Free community college is a “want,” not a “need”

I am a consistent supporter and cheerleader of our state’s higher education system. Our universities, technical schools, and community colleges are vital to Washington’s economic vitality. I’m so glad that after decades of declining investment, we’ve finally reversed that trend (thanks, Senate Republicans).

Still, proposals for further supporting higher ed must be put in context of our overall needs and duties. Legislators have to balance priorities within the context of our financial constraints – even when they’re advocating for good ideas.

That’s why now is simply not the right time for two intriguing ideas that I nonetheless have reservations over. Some legislators are pursuing free community college and free tuition for dropouts who are very close to finishing degrees. Those issues deserve discussion, but it’s hard to make the case in the current environment that they’re necessary.

State tax revenues are growing robustly, but that new money needs to go toward finally meeting the state’s McCleary mandate to K-12 schools. It’s not called our “paramount duty” for nothing. Meeting this duty has not been easy for legislators. That’s why, realistically, new tax dollars need to flow to K-12 right now.

“Free” has costs
Advocates for these bills seem to realize that. The cost of the close-to-graduating bill is small, but free community college for all would take a real investment ($200 million+ per biennium) that is needed elsewhere right now.

State Sen. Pramila Jayapal (who is running to replace Jim McDermott in Congress) somewhat acknowledged that, saying “We’re going to need to make sure we have that discussion in the context of a budget that is substantial,” i.e., when the state has more money to afford it. Of course, we know how Sen. Jayapal would prefer to make the state budget more “substantial.”

While recent tuition reductions are a step in the right direction, totally free community college raises some concerns. Generally, the perceived value of a good is reduced when it’s provided for free. There is also likely to be some overutilization of some classes, since they cost the student nothing, by some who are not on a clear path to a degree.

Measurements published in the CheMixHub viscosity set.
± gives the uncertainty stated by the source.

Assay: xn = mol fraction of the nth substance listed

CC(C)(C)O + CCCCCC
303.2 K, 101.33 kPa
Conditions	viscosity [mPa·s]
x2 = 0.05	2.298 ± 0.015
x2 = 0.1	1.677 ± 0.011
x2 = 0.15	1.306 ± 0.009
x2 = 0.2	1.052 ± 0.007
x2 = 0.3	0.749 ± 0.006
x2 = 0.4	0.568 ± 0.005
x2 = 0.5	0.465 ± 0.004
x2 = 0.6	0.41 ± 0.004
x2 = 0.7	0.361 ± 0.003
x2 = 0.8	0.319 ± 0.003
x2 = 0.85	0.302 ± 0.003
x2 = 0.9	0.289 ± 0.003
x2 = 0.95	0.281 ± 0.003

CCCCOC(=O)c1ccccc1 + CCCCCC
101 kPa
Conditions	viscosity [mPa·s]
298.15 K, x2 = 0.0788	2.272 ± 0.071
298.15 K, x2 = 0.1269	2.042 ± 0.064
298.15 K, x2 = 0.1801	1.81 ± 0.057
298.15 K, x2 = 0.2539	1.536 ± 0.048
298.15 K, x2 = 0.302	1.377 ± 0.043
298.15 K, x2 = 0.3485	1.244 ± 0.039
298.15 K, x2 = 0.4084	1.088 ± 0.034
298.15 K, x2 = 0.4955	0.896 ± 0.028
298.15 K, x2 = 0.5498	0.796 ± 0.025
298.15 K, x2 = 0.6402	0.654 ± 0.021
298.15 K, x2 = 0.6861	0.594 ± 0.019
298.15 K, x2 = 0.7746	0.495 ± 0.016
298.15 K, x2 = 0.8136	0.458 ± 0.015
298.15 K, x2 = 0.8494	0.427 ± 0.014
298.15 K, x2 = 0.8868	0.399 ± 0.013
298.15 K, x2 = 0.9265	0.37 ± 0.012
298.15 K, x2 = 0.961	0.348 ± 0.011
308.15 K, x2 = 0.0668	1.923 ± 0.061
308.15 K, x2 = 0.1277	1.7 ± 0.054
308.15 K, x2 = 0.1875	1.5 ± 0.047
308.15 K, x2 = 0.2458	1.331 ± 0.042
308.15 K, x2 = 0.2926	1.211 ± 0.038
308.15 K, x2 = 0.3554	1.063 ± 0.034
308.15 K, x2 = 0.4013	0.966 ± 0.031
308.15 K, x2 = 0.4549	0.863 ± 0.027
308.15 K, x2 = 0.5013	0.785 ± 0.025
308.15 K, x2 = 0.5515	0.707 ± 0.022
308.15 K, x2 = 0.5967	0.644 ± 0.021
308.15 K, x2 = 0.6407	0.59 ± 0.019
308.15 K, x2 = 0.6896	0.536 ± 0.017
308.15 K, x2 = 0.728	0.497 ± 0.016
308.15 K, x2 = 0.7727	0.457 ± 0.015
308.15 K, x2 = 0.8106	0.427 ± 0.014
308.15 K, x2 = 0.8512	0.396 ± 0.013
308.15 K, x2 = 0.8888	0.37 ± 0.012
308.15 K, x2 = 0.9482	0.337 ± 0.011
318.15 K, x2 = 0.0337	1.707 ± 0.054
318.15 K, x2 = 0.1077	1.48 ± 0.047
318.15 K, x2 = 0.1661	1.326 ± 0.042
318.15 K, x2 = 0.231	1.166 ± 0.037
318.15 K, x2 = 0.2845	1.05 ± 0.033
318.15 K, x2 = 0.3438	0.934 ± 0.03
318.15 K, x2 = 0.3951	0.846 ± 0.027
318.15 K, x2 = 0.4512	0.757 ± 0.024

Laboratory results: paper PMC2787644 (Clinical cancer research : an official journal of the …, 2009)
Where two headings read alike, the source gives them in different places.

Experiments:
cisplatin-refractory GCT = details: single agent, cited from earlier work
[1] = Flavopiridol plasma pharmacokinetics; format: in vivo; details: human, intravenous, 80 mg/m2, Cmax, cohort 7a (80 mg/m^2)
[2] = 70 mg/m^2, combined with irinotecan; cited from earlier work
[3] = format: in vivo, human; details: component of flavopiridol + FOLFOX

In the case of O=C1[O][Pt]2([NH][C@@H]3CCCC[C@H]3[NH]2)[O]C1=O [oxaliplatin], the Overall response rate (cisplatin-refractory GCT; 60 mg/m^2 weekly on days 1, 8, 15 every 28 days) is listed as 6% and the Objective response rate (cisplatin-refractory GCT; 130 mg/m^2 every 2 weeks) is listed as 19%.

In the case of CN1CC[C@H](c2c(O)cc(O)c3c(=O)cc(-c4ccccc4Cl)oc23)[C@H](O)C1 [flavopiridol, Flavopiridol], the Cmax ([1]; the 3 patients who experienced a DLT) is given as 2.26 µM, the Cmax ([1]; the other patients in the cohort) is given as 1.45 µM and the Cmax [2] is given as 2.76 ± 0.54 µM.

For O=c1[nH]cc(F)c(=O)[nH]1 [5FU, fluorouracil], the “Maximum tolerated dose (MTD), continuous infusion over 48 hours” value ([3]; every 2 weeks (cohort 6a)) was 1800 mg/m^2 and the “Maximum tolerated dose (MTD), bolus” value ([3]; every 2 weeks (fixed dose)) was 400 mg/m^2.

Having to pay at least some of your own tuition costs has a way of sharpening those plans. Simply making community college free without instituting reforms to that will help students attain a degree or certificate is not a wise use of public funds.

It’s an interesting conversation, but in light of what the Legislature needs to do, it’s a sideshow. These ideas belong on state government’s wish list, not among its top priorities.
-Rob McKenna

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Rob McKenna
Rob served two terms as Washington’s Attorney General, from 2005 to 2013. He successfully argued three cases before the U.S. Supreme Court and negotiated three of the largest consumer financial protection settlements in national history, all involving mortgage lending and servicing. He is a recognized leader in the development of consumer protections on the internet, in data protection and privacy regulation.
  • Jeanne Large

    Nothing is free but some things we don’t invest in are lost opportunities. When the Washington State Constitution was written, a quality K-12 education was essential for getting into the workforce and earning a living that could support a family. Today, we have many great jobs that pay well and could help people live sustainable lives…..but many of these jobs require more than a high school degree. We need to think and live in the present and invest in the education our children and neighbors need. This includes at least Community College.